Duration of Lactation and Maternal Adipokines at 3 Years Postpartum
- Alison M. Stuebe1,2⇓,
- Christos Mantzoros3,
- Ken Kleinman4,
- Matthew W. Gillman4,5,
- Sheryl Rifas-Shiman4,
- Erica P. Gunderson6 and
- Janet Rich-Edwards7,8
- 1Division of Maternal-Fetal Medicine, Department of Obstetrics and Gynecology, School of Medicine, University of North Carolina at Chapel Hill, Chapel Hill, North Carolina
- 2Department of Maternal and Child Health, University of North Carolina Gillings School of Global Public Health, Chapel Hill, North Carolina
- 3Department of Endocrinology, Diabetes, and Metabolism, Beth Israel Deaconess Medical Center, Boston, Massachusetts
- 4Obesity Prevention Program, Department of Population Medicine, Harvard Medical School/Harvard Pilgrim Health Care Institute, Boston, Massachusetts
- 5Department of Nutrition, Harvard School of Public Health, Boston, Massachusetts
- 6Division of Research, Epidemiology and Prevention Section, Kaiser Permanente, Oakland, California
- 7Connors Center for Women’s Health and Gender Biology, Brigham and Women's Hospital, Boston, Massachusetts
- 8Department of Epidemiology, Harvard School of Public Health, Boston, Massachusetts
- Corresponding author: Alison M. Stuebe, .
OBJECTIVE Lactation has been associated with reduced maternal risk of type 2 diabetes, the metabolic syndrome, and cardiovascular disease. We examined the relationship between breastfeeding duration and maternal adipokines at 3 years postpartum.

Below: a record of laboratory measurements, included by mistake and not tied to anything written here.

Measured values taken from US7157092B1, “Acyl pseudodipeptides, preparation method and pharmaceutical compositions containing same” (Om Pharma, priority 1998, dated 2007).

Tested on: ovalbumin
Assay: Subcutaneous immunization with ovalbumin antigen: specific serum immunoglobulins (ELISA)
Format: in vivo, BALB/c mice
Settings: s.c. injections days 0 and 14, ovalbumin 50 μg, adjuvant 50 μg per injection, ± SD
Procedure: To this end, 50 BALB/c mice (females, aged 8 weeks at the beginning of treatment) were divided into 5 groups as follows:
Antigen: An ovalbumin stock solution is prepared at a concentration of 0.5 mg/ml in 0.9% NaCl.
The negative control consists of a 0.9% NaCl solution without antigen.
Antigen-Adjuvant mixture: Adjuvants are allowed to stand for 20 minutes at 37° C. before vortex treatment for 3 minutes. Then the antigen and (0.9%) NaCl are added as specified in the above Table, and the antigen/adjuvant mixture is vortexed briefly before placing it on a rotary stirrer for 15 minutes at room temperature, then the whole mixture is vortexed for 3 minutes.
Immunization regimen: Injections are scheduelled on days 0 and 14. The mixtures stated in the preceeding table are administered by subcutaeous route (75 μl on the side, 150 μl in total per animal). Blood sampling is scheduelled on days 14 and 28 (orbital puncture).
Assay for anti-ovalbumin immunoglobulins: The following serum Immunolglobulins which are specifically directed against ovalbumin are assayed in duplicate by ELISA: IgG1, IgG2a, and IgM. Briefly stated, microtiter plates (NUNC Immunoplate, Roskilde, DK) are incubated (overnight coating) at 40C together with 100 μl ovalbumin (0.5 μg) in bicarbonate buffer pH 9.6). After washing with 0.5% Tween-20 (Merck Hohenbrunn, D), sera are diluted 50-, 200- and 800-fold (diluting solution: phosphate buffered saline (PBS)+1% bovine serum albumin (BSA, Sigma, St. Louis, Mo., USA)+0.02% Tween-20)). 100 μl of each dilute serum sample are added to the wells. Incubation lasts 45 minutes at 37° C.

RESEARCH DESIGN AND METHODS We used linear regression to relate the duration of lactation to maternal leptin, adiponectin, ghrelin, and peptide YY (PYY) at 3 years postpartum among 570 participants with 3-year postpartum blood samples (178 fasting), prospectively collected lactation history, and no intervening pregnancy in Project Viva, a cohort study of mothers and children.
RESULTS A total of 88% of mothers had initiated breastfeeding, 26% had breastfed ≥12 months, and 42% had exclusively breastfed for ≥3 months. In multivariate analyses, we found that duration of total breastfeeding was directly related to PYY and ghrelin, and exclusive breastfeeding duration was directly related to ghrelin (predicted mean for never exclusively breastfeeding: 790.6 pg/mL vs. ≥6 months of exclusive breastfeeding: 1,008.1 pg/mL; P < 0.01) at 3 years postpartum, adjusting for pregravid BMI, gestational weight gain, family history of diabetes, parity, smoking status, and age. We found a nonlinear pattern of association between exclusive breastfeeding duration and adiponectin in multivariate-adjusted models.
CONCLUSIONS In this prospective cohort study, we found a direct relationship between the duration of lactation and both ghrelin and PYY at 3 years postpartum.
- Received May 4, 2010.
- Accepted January 26, 2011.
- © 2011 by the American Diabetes Association.
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